In a ruling that widens the divide between federal appellate courts, the Ninth Circuit sided today with the Seventh Circuit and the National Labor Relations Board (“NLRB”) in holding that the class action waiver provision of a company’s arbitration agreement with employees violates the National Labor Relations Act (“NLRA”). Prior to this decision, the Seventh Circuit was alone in its dissention from the federal majority with respect to this issue.

The United States Supreme Court in AT&T Mobility v. Concepcion made clear that class waivers are enforceable under the Federal Arbitration Act (“FAA”), at least in the context of consumer class actions, and that state laws that inhibit the full effectuation of the FAA are void. The NLRB, however, in its continuing bid to establish its relevance in the contemporary workplace, has challenged class waivers executed by employees; in D.R. Horton, Inc. v. NLRB, the NLRB held in 2012 that employees’ Section 7 rights are violated by such waivers, and that the FAA does not override this right. The NLRB’s ruling in D.R. Horton spawned a great deal of commentary and litigation – the NLRB’s ruling that class waivers are unenforceable was itself rejected by an appellate court in the Fifth Circuit. A host of federal appellate courts, as well as lower courts, have also criticized the NLRB’s ruling and refused to adopt its reasoning. Notably, the Fifth Circuit decision emphasized that the use of class action litigation is a procedural, rather than a substantive right, and that prohibiting class action waivers would discourage arbitration and, thus, violate the spirit and purpose of the FAA.

In Morris v. Ernst & Young, 9th U.S. Circuit Court of Appeals, No. 13-16599, the three-judge panel held 2-1 that Ernst & Young’s arbitration agreement containing a class action waiver violated the NLRA. In doing so, the court summarily rejected the employer’s argument that the FAA effectively supersedes the NLRA. Instead, the court reasoned that the FAA’s “saving clause”, which validates arbitration agreements save for instances in which grounds exist for their revocation, is rendered moot due to the fact that the contract requires employees to waive their substantive federal right to pursue legal claims together. Judge Sidney R. Thomas wrote for the majority: “The problem with the contract at issue is not that it requires arbitration…it is that the contract term defeats a substantive federal right to pursue concerted work-related legal claims.”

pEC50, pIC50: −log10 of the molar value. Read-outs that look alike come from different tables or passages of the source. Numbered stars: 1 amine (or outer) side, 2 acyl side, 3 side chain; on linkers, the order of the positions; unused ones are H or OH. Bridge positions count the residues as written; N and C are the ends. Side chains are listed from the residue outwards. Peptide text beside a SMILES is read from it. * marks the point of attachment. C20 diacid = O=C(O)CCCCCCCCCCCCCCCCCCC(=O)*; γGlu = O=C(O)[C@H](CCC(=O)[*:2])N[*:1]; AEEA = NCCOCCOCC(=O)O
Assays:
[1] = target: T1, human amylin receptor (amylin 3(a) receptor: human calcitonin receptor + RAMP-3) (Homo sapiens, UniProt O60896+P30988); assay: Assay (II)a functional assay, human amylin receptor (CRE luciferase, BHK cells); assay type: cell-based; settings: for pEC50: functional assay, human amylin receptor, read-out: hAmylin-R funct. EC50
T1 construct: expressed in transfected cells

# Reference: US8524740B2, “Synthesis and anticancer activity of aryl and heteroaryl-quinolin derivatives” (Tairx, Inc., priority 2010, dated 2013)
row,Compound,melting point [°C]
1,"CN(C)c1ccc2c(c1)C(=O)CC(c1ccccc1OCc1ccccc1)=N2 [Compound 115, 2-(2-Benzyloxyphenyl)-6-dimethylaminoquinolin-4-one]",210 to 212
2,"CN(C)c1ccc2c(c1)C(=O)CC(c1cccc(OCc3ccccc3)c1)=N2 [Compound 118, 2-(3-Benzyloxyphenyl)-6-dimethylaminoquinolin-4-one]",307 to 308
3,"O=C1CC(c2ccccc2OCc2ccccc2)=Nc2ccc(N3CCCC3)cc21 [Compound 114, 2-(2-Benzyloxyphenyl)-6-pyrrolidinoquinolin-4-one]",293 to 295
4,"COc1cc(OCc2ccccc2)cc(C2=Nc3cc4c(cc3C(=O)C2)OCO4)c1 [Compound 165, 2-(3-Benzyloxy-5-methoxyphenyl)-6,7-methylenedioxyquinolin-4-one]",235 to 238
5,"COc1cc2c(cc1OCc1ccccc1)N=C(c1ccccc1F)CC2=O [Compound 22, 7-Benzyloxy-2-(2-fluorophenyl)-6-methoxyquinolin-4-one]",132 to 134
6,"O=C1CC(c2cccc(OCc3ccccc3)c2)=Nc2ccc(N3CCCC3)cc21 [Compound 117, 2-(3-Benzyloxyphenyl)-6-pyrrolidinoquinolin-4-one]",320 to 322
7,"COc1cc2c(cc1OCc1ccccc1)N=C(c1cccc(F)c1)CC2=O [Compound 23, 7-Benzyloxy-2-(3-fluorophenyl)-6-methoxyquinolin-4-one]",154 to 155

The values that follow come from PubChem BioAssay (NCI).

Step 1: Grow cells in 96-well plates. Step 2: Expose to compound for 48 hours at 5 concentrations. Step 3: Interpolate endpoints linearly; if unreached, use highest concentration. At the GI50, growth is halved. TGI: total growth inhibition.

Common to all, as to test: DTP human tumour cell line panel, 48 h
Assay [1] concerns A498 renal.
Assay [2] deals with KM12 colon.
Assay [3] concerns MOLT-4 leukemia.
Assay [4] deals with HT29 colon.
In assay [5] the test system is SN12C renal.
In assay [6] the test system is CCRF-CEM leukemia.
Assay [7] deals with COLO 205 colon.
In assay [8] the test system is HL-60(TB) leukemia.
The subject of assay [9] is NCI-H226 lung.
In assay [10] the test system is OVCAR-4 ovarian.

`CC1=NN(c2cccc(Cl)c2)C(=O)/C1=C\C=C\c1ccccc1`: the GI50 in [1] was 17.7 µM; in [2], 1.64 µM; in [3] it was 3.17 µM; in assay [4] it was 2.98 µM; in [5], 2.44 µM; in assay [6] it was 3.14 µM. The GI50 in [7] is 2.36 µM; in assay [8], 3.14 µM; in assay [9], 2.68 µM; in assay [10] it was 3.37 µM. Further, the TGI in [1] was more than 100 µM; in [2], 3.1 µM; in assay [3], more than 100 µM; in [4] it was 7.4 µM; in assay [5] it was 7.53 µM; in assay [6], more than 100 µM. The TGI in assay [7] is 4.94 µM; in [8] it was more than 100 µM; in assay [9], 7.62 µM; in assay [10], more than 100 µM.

In a pointed dissent, Judge Sandra S. Ikuta cited U.S. Supreme Court precedent in support of her position, setting the stage for the Highest Court to weigh in and clarify what, until today, appeared to be settled law. Per Judge Ikuta’s dissent, Supreme Court precedent unequivocally requires that, when a party claims that a federal statute precludes the enforcement of an arbitration agreement, the courts should examine whether the cited federal statute includes a “contrary congressional command” that the regulation supersedes the FAA. Judge Ikuta further reasons that, after applying the requisite analysis, the Supreme Court has upheld the validity of every arbitration agreement it has addressed. Judge Ikuta’s strongly-worded dissent describes the Ninth Circuit’s reasoning as “specious because it is based on the erroneous assumption that the waiver of the right to use a collective mechanism in arbitration or litigation is ‘illegal,’…but such a waiver would be illegal only if it were precluded by a ‘contrary congressional command’ in the NLRA, and here there is no such command.”

The Morris ruling does not change the law in most jurisdictions, including the Second, Fifth, Eighth, and Eleventh Circuits, which have rejected the NLRB’s D.R. Horton decision and maintain that arbitration agreements with a waiver of class/collective actions are enforceable. In the states within the Ninth and similarly dissident Seventh Circuit, on the other hand, employers should assume that arbitration agreements that contain a waiver of class or collective actions are likely to be held to be invalid. Because the circuit split has widened regarding the impact of the NLRA on arbitration agreements in the employment context, the open question seems to when, and in what context, the issue will reach the United States Supreme Court. The uncertainty regarding the current makeup of the Supreme Court, in light of the death of Justice Scalia, only adds to the intrigue.